March 26, 2021

At first, movies were very short, sometimes only a few minutes or less. They were shown at fairgrounds, music halls, or anywhere a screen could be set up and a room darkened.

Films have been around for a long time, and they’ve certainly come a long way. From Peter Mark Roget’s Explanation of an optical deception in the appearance of the spokes of a wheel when seen through vertical apertures to the creation of Ultra HD Blu-ray, the medium has continuously evolved and continues to do so for the means of impressing audiences time after time. It may be debatable if Passage de Venus and Sallie Gardner at a Gallop can even be considered movies, but the illusion and magic is still there in some form today.

Let’s take a look at ten of the earliest and most groundbreaking works of cinema!

1.Roundhay Garden Scene (1888)

The first motion picture ever made. Need I say more? It was directed by Louis Le Prince and it features a family walking around the premises of their yard, so there really isn’t much to say.

2.Histoire d’un crime (1901)

Directed by Ferdinand Zecca, this was the first film to convey a non-linear narrative through the use of flashbacks. The narrative follows a burglar as he spirals into killing a man, and it looks surprisingly stylish for something from its era. Definitely worth checking out if you have five minutes.

3.Le voyage dans la lune (1902)

The first sci-fi film ever created, this twenty-minute legend was based on Jules Verne’s classic novels From the Earth to the Moon and Around the Moon. Georges Melies’s classic work has been recognized as one of the most influential films ever made, from it’s technical achievements to its success in the narrative compartment.

4.Humorous Phases of Funny Faces (1906)

Not only was this the first animated film ever made, but it utilizes both stop-motion and cutout animation to create the illusion of movement through its chalkboard imagery. Nothing too impressive today, but still immensely interesting.

5. The Story of the Kelly Gang (1906)

This Australian movie from Charles Tait is said to be the first feature-length film ever made, at a whopping (for its time) sixty minutes in length. It’s divided into six scenes, loosely portraying the fall of outlaw Ned Kelly and his gang. Sadly, only seventeen minutes of it remain as of 2021, meaning that we will probably never get to see this story in its entirety.

6. L’Assassinat du duc de Guis (1908)

As the first film to have a score composed for it, director duo Charles le Bargy and Andre Calmettes turned what would otherwise be a fine fifteen-minute showing into something much grander. Composer Camille Saint-Saens did a fantastic job bringing the visuals to life through his use of audio, marking a huge turning point for cinema.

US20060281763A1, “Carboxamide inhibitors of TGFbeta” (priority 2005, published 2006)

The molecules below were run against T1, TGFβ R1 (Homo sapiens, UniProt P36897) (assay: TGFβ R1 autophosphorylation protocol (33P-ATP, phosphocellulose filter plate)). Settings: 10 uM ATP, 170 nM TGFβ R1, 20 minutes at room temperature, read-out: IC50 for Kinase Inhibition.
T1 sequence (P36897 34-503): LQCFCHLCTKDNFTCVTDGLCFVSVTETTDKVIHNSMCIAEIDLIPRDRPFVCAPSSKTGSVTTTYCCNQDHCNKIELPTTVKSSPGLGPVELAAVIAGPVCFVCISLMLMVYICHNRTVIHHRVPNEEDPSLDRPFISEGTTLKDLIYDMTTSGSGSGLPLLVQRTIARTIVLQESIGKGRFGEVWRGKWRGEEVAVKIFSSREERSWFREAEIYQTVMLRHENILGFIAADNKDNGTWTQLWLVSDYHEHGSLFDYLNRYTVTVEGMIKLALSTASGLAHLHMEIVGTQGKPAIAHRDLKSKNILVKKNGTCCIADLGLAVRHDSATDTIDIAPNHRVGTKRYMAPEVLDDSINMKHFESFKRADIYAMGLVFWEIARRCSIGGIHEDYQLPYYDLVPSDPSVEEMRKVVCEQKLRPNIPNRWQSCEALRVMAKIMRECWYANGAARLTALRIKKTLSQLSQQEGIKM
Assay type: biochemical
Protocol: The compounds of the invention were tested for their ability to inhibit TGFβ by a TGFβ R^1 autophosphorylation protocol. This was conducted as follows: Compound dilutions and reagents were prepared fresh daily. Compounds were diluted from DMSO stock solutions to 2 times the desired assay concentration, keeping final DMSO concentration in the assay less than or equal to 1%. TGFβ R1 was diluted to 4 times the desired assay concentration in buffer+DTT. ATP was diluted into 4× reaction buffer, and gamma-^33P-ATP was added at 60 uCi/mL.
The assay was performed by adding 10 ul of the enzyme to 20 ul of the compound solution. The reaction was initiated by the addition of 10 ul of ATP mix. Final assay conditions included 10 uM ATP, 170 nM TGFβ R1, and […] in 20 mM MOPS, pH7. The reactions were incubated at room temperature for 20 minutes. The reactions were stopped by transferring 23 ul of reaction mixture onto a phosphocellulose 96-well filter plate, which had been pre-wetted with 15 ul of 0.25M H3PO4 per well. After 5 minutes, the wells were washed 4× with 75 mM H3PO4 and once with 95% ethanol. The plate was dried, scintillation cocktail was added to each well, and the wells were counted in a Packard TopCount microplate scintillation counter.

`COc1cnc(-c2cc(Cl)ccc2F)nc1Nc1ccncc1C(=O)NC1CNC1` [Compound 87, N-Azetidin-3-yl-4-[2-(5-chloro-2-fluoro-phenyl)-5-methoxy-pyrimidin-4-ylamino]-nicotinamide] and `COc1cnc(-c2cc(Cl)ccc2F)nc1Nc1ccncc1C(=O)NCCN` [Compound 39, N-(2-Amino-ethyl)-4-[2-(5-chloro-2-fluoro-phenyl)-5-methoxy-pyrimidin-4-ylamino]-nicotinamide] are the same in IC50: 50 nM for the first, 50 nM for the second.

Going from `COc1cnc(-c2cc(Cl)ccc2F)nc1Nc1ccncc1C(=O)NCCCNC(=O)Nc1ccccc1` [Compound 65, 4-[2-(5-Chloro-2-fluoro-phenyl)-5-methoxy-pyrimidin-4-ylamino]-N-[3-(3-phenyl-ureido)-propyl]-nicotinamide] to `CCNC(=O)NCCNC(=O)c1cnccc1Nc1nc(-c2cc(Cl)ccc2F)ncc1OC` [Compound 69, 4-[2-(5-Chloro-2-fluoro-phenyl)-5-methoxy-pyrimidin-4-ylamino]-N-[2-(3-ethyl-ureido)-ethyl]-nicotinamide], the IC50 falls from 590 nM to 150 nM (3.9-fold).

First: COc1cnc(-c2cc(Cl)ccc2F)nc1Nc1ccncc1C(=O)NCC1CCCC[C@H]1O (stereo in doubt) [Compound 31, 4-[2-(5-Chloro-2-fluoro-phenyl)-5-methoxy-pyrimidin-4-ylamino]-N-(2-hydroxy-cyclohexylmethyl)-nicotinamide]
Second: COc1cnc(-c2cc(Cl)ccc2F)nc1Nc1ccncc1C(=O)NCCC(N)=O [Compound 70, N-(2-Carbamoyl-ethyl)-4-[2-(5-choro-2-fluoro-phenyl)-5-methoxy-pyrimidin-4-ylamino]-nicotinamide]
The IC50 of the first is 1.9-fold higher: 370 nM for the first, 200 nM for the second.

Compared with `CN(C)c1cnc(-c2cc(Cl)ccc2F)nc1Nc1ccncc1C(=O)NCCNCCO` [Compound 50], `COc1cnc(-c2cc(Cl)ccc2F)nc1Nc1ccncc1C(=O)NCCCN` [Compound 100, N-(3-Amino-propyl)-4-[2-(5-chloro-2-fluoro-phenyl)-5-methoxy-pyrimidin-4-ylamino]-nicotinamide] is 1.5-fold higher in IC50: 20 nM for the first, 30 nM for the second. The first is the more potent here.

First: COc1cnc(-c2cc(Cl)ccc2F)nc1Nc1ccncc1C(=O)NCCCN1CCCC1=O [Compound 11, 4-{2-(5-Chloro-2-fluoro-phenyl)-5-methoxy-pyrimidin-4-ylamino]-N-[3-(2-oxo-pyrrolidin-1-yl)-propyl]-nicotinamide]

7. Wilbur Wright und seine Flugmaschine (1909)

Not only was this the first film to contain aerial photography, but it’s what introduced the airplane to many around the world. The idea of men flying was no longer a distant dream, and a revolution was about to begin.

8.The Birth of a Nation (1915)

At an insane three hours in length, D.W. Griffith’s cinematic monolith is considered to be the first true Hollywood epic. It’s creative directing left marks on the industry that can still be seen today. Unfortunately, not everything is positive about this one, as it is also a pretty vile propaganda film and managed to single-handedly reignite the dying flame that was the Ku Klux Klan. I’d only recommend this one to those passionate about film history, as it’s not worth sitting through otherwise.

9. El Apostol (1917)

This piece of lost Argentinian media directed by Quirino Cristiani was the first feature-length animated film. It utilized paper-cut animation and was oddly enough a political satire based on ill-received Argentine president Hipolito Yrigoyen. Supposedly there were a lot of references to the greek mythos in it. Due to a 1926 fire, we will never see this film unless some sort of miracle occurs.

10. The Gulf Between (1917)

Although you may be surprised to hear it, this American comedy was the first use of Technicolor, which is considered to be the first process to utilize colors in a realistic manner. The film is sadly lost due to a fire which occurred in 1961, but a magazine describes it as a comedic drama about a girl presumed dead and her grieving family.

Which one did you find the most interesting? Early films aren’t always the easiest to come back to, but they’re worth checking out every once in a while.


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